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Preprints During Lockdown

Initial analyses indicates that female researchers aren't publishing at the same rate as male researchers during the COVID-19 pandemic, Nature News reports.

It adds that lockdowns in many areas of the world have kept people at home, leading them to have to juggle work and family life in new ways, leading the University of Toronto's Megan Frederickson to wonder whether these changes in responsibilities affected male and female researchers' productivity in similar ways. Frederickson compared the genders of authors with papers posted to ArXiv and BioRxiv between March and April of 2019 and March and April of 2020, using the US Social Security Administration baby names database to gauge, with limitations, gender from authors' names. 

As Nature News notes, Frederickson found that though the number of female authors increased between 2019 and 2020, the number of male authors increased to a greater extent. This, it adds, is in line with findings from other early analyses by researchers at Indiana University Bloomington and the University of Montreal. The researchers tell Nature News that they suspect that this decline in academic productivity could be due to increased childcare responsibilities falling disproportionately on women as well as the demands of online teaching affecting women more as they tend to have greater teaching responsibilities than their male counterparts.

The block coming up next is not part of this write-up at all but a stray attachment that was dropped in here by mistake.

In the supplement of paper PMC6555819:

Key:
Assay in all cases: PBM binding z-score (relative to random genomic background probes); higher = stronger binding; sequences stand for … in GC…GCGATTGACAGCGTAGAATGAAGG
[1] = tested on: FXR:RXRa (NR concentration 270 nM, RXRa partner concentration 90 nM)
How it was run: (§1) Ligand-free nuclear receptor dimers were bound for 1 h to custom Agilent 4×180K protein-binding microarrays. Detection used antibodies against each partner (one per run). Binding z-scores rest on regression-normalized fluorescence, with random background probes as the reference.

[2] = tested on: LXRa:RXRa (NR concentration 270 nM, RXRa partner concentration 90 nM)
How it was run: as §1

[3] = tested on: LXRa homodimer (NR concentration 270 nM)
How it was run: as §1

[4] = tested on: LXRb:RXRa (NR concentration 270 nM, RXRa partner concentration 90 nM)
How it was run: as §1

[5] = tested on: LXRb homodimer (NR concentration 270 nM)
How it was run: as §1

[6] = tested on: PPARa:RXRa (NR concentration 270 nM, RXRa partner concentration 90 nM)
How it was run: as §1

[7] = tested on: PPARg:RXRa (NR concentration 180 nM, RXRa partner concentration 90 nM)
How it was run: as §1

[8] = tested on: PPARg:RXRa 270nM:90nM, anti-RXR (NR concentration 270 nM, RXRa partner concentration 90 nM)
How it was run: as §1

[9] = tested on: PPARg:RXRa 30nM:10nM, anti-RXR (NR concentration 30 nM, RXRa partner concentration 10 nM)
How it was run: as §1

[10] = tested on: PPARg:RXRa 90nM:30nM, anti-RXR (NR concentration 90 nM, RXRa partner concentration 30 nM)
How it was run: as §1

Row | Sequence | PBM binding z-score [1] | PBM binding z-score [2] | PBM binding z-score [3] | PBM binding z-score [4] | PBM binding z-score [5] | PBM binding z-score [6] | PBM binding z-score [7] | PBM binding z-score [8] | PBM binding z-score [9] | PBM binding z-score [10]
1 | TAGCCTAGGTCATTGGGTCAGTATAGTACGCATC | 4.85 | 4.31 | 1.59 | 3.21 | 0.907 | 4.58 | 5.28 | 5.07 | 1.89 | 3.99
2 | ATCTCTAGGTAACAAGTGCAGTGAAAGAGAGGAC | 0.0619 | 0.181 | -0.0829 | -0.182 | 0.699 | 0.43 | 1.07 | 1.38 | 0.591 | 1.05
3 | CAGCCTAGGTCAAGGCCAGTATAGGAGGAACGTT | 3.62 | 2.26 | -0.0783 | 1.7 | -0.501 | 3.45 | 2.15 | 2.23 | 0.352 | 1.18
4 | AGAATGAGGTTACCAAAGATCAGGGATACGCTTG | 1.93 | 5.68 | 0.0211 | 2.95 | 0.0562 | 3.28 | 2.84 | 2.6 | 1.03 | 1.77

The Scan

Positive Framing of Genetic Studies Can Spark Mistrust Among Underrepresented Groups

Researchers in Human Genetics and Genomics Advances report that how researchers describe genomic studies may alienate potential participants.

Small Study of Gene Editing to Treat Sickle Cell Disease

In a Novartis-sponsored study in the New England Journal of Medicine, researchers found that a CRISPR-Cas9-based treatment targeting promoters of genes encoding fetal hemoglobin could reduce disease symptoms.

Gut Microbiome Changes Appear in Infants Before They Develop Eczema, Study Finds

Researchers report in mSystems that infants experienced an enrichment in Clostridium sensu stricto 1 and Finegoldia and a depletion of Bacteroides before developing eczema.

Acute Myeloid Leukemia Treatment Specificity Enhanced With Stem Cell Editing

A study in Nature suggests epitope editing in donor stem cells prior to bone marrow transplants can stave off toxicity when targeting acute myeloid leukemia with immunotherapy.